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arXiv:0706.4383v3 [gr-qc] 1 May 2008

Gauge-invariant Boltzmann equation and the fluid

limit

Cyril Pitrou

Institut d’Astrophysique de Paris, Universit´ e Pierre & Marie Curie - Paris VI,

CNRS-UMR 7095, 98 bis, Bd Arago, 75014 Paris, France.

E-mail: pitrou@iap.fr

Abstract.

second order in the cosmological perturbations. It describes the gauge dependence

of the distribution function and the construction of a gauge-invariant distribution

function and brightness, and then derives the gauge-invariant fluid limit.

This article investigates the collisionless Boltzmann equation up to

PACS numbers: 98.80

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1. Introduction

The origin of the large-scale structure is nowadays understood from the gravitational

collapse of initial density perturbations which were produced by amplification of

the quantum fluctuations in the inflaton field [1]. The properties of the large-scale

structure depend both on the initial conditions at the end of inflation and on the

growth of perturbations in a universe filled with non relativistic matter and radiation.

The theory of cosmological perturbations is thus a cornerstone of our understanding

of the large-scale structure. The evolution of radiation (photons and neutrinos) needs

to be described by a Boltzmann equation [2, 3, 4]. Two types of perturbative schemes

have extensively been used in the literature in order to describe the evolution of

the cosmological perturbations. The first is a 1 + 3 covariant splitting of space-time

[5, 6, 7] and the second is a more pedestrian coordinate based approach. In the first

approach, exact equations on the physical space-time are derived and perturbative

solutions around a background solution are then calculated. In the second approach,

an averaging procedure is implicitly assumed and, starting from a background space-

time, perturbation variables satisfying the equations of motion order by order are

constructed. In the 1 + 3 approach, the variables used are readily covariant, but

the absence of background space-time can be a problem to simplify the resolution by

performing a mode expansion, since the Helmholtz function is in general not defined on

the physical space-time. In the coordinate based approach, all perturbation variables

live on the background space-time, and enjoy the advantages of its highly symmetric

properties. However, this extra mathematical structure is at the origin of the gauge

issue through the identification mapping that we needs to be defined between the

background space-time and the physical space-time. Thus, the gauge dependence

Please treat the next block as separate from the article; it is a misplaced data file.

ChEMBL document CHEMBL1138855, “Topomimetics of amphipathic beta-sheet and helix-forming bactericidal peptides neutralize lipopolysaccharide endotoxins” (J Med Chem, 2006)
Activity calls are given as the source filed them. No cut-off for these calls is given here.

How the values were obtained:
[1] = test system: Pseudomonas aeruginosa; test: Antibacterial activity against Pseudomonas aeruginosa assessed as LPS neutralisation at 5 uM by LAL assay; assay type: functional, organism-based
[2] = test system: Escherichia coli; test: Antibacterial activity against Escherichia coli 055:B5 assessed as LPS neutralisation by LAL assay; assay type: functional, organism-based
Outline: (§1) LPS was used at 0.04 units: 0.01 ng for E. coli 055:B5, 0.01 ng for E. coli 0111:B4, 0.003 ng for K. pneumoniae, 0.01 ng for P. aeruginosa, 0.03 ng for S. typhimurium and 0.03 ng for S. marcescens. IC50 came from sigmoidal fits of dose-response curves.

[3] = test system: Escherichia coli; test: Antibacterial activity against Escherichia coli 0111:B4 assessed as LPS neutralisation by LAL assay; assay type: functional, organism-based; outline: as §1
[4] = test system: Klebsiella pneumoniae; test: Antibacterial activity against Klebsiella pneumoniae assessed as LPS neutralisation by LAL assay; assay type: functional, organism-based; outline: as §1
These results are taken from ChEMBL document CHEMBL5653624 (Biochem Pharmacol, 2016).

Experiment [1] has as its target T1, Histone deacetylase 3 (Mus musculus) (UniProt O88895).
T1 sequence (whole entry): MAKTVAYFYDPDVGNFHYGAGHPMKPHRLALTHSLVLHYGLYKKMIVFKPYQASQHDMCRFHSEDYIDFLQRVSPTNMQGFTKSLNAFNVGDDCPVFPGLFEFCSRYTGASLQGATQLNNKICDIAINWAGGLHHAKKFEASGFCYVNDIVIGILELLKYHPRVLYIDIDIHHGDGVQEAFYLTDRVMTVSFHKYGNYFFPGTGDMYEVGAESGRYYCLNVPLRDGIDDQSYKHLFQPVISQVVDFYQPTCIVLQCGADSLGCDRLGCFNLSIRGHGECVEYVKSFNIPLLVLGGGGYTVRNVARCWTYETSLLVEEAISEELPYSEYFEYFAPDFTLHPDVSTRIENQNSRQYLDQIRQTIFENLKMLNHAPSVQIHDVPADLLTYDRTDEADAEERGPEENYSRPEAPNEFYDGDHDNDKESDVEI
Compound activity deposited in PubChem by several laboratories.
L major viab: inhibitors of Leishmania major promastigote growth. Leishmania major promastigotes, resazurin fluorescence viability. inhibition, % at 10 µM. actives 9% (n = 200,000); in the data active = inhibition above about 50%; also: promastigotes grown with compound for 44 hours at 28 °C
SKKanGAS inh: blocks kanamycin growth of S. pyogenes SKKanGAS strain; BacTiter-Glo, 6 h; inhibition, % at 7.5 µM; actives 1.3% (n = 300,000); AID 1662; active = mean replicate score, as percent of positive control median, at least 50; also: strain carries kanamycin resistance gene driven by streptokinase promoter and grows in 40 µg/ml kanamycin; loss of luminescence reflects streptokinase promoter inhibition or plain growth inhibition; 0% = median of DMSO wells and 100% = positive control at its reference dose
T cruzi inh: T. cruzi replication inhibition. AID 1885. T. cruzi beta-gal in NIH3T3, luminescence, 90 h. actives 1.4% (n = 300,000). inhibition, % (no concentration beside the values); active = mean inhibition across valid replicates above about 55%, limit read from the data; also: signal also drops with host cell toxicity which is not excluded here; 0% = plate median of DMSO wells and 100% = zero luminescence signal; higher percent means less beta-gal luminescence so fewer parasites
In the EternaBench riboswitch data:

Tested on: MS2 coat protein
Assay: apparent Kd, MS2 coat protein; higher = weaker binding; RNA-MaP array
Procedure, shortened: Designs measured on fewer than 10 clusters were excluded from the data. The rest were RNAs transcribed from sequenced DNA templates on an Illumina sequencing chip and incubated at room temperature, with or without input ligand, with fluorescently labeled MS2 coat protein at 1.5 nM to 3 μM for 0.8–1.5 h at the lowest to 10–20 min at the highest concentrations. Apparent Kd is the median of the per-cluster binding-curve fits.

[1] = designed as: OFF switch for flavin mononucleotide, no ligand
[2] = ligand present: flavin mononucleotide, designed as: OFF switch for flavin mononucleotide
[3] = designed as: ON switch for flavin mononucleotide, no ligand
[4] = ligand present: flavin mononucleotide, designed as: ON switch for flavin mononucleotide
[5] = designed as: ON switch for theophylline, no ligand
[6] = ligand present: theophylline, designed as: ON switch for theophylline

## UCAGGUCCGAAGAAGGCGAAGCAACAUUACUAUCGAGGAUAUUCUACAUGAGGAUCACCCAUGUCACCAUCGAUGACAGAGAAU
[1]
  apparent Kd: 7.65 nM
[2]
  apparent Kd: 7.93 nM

needs to be understood. An elegant solution is to construct gauge-invariant variables

` a la Bardeen both for the metric perturbation variables [8] and for the distribution

function [9, 10]. Since the Boltzmann and Einstein equations are covariant, they can

be expressed solely in terms of gauge invariant variables provided we have a full set

at hand. A full comparison of these two formalisms has been performed at first order

in Ref. [11], and for gravitational waves at second order in Ref. [12].

In the coordinate based approach, the true degrees of freedom identified from

the Lagrangian formalism, are quantized. They transfer to classical perturbations

which inherit a nearly scale invariant power spectrum and Gaussian statistics, when

their wavelength stretches outside the horizon, thus providing initial conditions for the

standard big-bang model. Conserved quantities [13, 14] enable to ignore the details of

the transition between inflation and the standard big-bang model (see however [15]),

and the evolution details need only to be known when the wavelength reenters the

horizon. A first step to extend this procedure in the 1 + 3 formalism has been taken

in Ref. [16] where conserved quantities were defined. As for the degrees of freedom

which need to be quantized, a first proposal was made in Ref. [17], in order to identify

them, but it has not yet been motivated by a Lagrangian formulation.

The properties of the observed cosmic microwave background (CMB) anisotropies

have confirmed the validity of the linear perturbation theory around a spatially

homogeneous and isotropic universe and have set strong constraints on the origin of

structures, as predicted by inflation. It now becomes necessary, with the forthcoming

increasing precision of data that may allow to detect deviation from Gaussianity

[18], to study the second-order approximation, in order to discuss the accuracy of

these first-order results. These non-Gaussian features are also of first importance,

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since they can help discriminating between different inflation theories. Indeed, one-

field driven inflation leads to very small levels of primordial non-Gaussianity [19],